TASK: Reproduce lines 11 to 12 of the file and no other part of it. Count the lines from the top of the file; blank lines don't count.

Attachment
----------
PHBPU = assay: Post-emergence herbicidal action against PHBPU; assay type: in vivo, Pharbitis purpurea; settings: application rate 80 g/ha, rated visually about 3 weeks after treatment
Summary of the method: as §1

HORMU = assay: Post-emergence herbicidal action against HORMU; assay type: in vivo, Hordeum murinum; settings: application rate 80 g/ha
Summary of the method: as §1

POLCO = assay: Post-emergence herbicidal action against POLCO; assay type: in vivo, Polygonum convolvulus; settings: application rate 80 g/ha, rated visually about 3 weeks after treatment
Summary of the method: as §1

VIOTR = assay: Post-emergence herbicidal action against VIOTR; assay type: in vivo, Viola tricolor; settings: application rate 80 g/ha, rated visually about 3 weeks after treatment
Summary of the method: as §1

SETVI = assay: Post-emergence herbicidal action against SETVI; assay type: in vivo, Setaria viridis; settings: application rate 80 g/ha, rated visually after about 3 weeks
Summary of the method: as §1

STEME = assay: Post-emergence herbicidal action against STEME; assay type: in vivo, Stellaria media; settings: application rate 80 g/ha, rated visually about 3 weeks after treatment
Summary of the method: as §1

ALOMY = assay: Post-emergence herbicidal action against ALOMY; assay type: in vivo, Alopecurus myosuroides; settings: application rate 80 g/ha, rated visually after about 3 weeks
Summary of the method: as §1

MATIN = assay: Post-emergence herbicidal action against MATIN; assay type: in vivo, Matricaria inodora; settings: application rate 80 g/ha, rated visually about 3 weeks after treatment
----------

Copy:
STEME = assay: Post-emergence herbicidal action against STEME; assay type: in vivo, Stellaria media; settings: application rate 80 g/ha, rated visually about 3 weeks after treatment
Summary of the method: as §1